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The equations below can be used to calculate population growth ratesin a simple, easily understood way. There are better mathematical treatments for real-world applications, like the Logistic Function to describe a system with limited resources, or the many cases where the birth and death rates aren't proportional to each other, but this page should establish an accessible grounding in the basic ideas.

Basic RelationshipWe will use the equation below to derive all the other forms:

(1) $ \displaystyle \log\left(\frac{N}{N_{0}}\right) = r t $Where:

N(initial population) = The population at time_{0}t= 0.N(future population) = The population at timet.r(rate) = The rate of population change as a function oft(a 1% increase is expressed as 0.01).

- This variable is called the Malthusian Parameter.
- In population studies,
ris usually taken to mean births minus deaths.t(time) = The amount of time required to produce a growth in population proportional toN/N._{0}

Derived FormsHere are the forms of equation (1) in terms of each of its variables:

(2) $ \displaystyle N = N_{0} e^{\left(r t\right)} $ (future population)

(3) $ \displaystyle N_0 = N e^{\left(-r t\right)} $ (present population)

(4) $ \displaystyle t = \frac{\log\left(\frac{N}{N_{0}}\right)}{r} $ (time)

(5) $ \displaystyle r = \frac{\log\left(\frac{N}{N_{0}}\right)}{t} $ (rate)

Note that

ein the above equations is the base of natural logarithms, and log(x) refers to the natural logarithm ofx.

Doubling timeAt the present world population growth rate of 1.7% per year, how long will it take to double the world's population?

The appropriate equation for this case is (4) above, with the following arguments:

$ \displaystyle t = \frac{\log\left(\frac{N}{N_{0}}\right)}{r} = \frac{\log\left(\frac{2}{1}\right)}{0.017} = 40.773$ (years)This equation shows that it will take about 41 years to double the world's population. If this prediction is borne out, there will be 11 billion people on Earth in 2034 (based on the 1993 population of 5.5 billion).

Rate of IncreaseHow many more people join us each day?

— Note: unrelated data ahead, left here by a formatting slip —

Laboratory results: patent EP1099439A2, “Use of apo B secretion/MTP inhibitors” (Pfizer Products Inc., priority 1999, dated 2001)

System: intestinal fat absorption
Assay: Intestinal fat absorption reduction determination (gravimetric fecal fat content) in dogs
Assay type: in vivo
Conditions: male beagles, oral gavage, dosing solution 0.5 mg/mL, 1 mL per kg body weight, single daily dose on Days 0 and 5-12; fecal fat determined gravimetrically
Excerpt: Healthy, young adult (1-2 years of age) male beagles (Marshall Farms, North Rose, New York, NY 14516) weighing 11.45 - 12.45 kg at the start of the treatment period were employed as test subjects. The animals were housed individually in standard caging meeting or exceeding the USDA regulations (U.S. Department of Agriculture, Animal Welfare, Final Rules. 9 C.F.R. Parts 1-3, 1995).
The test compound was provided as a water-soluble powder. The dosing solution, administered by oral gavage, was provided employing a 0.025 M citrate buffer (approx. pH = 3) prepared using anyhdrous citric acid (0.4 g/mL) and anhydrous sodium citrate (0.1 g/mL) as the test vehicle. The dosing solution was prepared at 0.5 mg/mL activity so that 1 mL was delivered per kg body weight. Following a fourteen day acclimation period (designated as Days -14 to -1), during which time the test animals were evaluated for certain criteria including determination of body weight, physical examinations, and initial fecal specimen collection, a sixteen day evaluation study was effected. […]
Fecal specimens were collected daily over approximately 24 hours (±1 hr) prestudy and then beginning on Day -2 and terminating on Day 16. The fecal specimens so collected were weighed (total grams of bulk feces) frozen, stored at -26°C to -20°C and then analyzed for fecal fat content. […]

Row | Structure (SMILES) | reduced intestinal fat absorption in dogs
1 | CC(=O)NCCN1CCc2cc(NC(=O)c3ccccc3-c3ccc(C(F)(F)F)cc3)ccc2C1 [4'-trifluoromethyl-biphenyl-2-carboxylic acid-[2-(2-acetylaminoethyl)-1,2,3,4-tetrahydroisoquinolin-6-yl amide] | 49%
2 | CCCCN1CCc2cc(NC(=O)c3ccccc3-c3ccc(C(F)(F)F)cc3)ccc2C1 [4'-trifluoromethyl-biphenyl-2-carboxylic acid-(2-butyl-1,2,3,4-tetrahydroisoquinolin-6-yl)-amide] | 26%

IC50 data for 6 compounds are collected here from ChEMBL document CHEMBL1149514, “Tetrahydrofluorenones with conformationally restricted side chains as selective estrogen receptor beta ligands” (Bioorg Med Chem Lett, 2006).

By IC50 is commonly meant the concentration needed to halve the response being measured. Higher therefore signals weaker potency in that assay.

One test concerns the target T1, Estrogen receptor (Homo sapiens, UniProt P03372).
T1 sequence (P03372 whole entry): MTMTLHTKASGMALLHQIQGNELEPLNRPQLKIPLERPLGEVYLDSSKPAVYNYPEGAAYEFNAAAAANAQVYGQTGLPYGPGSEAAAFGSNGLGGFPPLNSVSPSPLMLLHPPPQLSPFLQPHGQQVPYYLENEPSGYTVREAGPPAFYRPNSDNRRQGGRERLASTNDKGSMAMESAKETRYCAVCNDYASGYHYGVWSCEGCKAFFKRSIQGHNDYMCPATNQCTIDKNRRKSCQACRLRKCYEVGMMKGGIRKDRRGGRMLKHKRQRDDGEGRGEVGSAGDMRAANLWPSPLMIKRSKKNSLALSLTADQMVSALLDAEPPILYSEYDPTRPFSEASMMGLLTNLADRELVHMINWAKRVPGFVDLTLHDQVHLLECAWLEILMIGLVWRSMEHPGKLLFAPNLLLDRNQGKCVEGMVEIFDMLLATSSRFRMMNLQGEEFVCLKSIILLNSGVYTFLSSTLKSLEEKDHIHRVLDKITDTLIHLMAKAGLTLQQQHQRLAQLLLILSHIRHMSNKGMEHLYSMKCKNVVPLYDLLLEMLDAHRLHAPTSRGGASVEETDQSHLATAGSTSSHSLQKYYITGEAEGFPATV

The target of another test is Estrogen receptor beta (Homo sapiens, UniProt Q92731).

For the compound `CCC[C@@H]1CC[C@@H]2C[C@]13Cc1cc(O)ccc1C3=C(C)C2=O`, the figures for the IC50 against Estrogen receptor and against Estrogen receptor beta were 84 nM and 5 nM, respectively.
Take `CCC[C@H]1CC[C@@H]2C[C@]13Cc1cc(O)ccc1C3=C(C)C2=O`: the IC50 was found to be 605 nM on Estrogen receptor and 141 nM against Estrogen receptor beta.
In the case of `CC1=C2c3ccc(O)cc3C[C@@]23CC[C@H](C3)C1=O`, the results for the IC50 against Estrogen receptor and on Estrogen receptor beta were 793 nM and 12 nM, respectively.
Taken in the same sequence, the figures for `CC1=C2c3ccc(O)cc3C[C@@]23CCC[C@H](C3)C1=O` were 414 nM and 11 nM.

The base equation for this case is (2) above:

$ \displaystyle N = N_{0} e^{\left(r t\right)} $But because we want the increase per day, we will use this form:

$ \displaystyle N_d = N_{0} e^{\left(r t\right)} - N_0 $For this problem we will use 5.5 billion (1993) for the initial population N

_{0}, 0.017 for the rate of increase r, and 1/365 for the argument of time t, since we want the rate of population increase per day (N_{d}). The result:$ \displaystyle N_d = N_{0} e^{\left(r t\right)} - N_0 = 256170.349$ (people per day)Every day, about a quarter million people join us on planet Earth.

CommentsSo, given this fantastic population increase, one might ask "What are they doing about it?" There are two answers to this question: (1) nothing, and (2) We are the "they" in the question. It makes no sense to blame third-world countries for uncontrolled population growth. America has 5% of the world's population but consumes 25% of the world's resources. So, in terms of resources used, each new American born equals

five world citizens.The outcome of the math isn't surprising. What is surprising is the fact that many people think we can solve this problem by conserving resources, recycling and so forth. Conservation programs are worthwhile and should be pursued, but they only treat the symptoms of the disease. Addressing resource issues without also confronting the population explosion is what I call "placebo environmentalism."

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